The Dilemma: Time to say goodbye
Dr. Marc Rosenberg is the director of the Voorhees Veterinary Center in Voorhees, New Jersey.Growing up in a veterinary family, he was inspired to join the profession because his father was a small animal practitioner. Dr. Rosenberg has two dogs and three cats.In Dr. Rosenbergs private time, he enjoys playing basketball and swing dancing with his wifethey have danced all over the world, including New York City, Paris and Tokyo. Dr. Rosenberg has been a member of the Screen Actors Guild and the American Federation of Television and Radio Actors for more than 30 years. He has hosted two radio shows, a national TV show and appeared in over 30 national TV commercials, all with pet care themes.
How should veterinary clinics confront a blatantly racist client?
Lincoln Animal Hospital, an urban small animal clinic, has served a large and diverse community for 18 years. The hospital’s core mission has always been to provide compassionate care and personalized client interaction, attributing to its longtime success.
Four administrators, including the owner, managed the hospital. During the coronavirus disease 19 (COVID-19) pandemic, management observed that clients with sick pets and those concerned about the virus often arrived stressed out. Some were rude, impatient, and even aggressive with team members. In these scenarios, administrators stepped in to calm the waters.Rather than “firing” a client, the goal was to de-escalate the situation. The hospital owner disagreed with firing difficult clients. Confrontations were seen as a failure on the part of the hospital administration, not the client. That was until one shocking client encounter.
A new client had brought his dog to the clinic on several occasions. He generally requested certain doctors to care for his pet, which was not unusual, and the client’s preferences were honored when feasible. Due to COVID-19 protocols and curbside service, clients interacted with technicians more than they did in the past.
After greeting technicians at curbside, this particular client would often request an alternate technician to assist him. Due to the pet’s medical condition, he was seen on somewhat of a regular basis. It was noted that the owner’s request to change technicians in 4 previous visits only occurred when the staff member was of Latinx descent. The hospital director did not think that these requests were coincidental and decided it was time to discuss the situation with the pet owner.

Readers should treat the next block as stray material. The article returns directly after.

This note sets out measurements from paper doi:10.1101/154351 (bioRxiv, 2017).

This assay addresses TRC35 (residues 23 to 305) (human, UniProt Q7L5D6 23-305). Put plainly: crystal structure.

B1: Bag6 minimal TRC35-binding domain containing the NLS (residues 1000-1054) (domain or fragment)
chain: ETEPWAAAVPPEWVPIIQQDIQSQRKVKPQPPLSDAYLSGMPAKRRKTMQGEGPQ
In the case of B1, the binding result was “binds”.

When the client arrived for his next scheduled visit, the hospital director asked to speak with him before the pet was escorted in for medical care. The director tactfully inquired as to why the pet owner requested technician changes only when Latinx staff members were involved. The pet owner replied by saying that he was, “more comfortable with some technicians than others.“ The director then asked if the fact that certain staff members were Latinx was a reason for his requests. The pet owner replied, “You said that not me.”
The hospital director told the client that all of the Lincoln Animal Hospital staff were highly qualified and capable of caring for his pet. He added that if the client continued to select staff members based on race, the clinic would no longer provide medical care to his pet and that he would gladly provide all of the pet’s medical records and recommend 3 veterinary clinics in nearby locations. The owner went on to say, “Because of this you don’t want me to come back? “The director simply said, “yes,” and the pet owner left, reciting a few expletives on his way out. Then the staff promptly compiled the pet’s medical records and veterinary clinic recommendations. This information was then emailed to the pet owner, allowing his pet to continue with uninterrupted medical care.
The medical director spoke to the staff about how this issue was handled, explaining that because their hospital had such a large clientele, they were bound to encounter some racist or prejudice clients. As much as he opposed firing clients—racist behavior was not to be tolerated. Nevertheless, every effort should be made to assist the client in procuring alternative veterinary care. That is the professional and ethical standard that must be maintained, yet some staff members felt their director was far too gracious. We would like to know your thoughts.
Do you agree with the medical director’s decision? How would you have handled the situation? Let us know your thoughts by emailing firstname.lastname@example.org.
Dr Rosenberg’s Response:
In the diverse world of veterinary medicine, the title clinician is pivotal. It implies the need and ability to work interactively with pets and their owners in real-time. An effective veterinary clinician must be professional, analytical, and calm. Pet owners are often understandably stressed, and pets can be challenging when frightened. The medical director’s response to a client’s overt racism met all of these criteria. He made sure there was an avenue available for the pet’s future care. He also acted professionally and did not escalate the situation. I must admit that when veterinarians are confronted with similar scenarios, it is very challenging to exercise restraint. Hopefully, this cautionary dilemma will assist my fellow veterinarians in the future.
Marc Rosenberg, VMD, is director of Voorhees Veterinary Center in Voorhees, New Jersey. Although many of the scenarios Rosenberg describes in his column are based on real-life events, the veterinary practices, doctors, and employees described are fictional.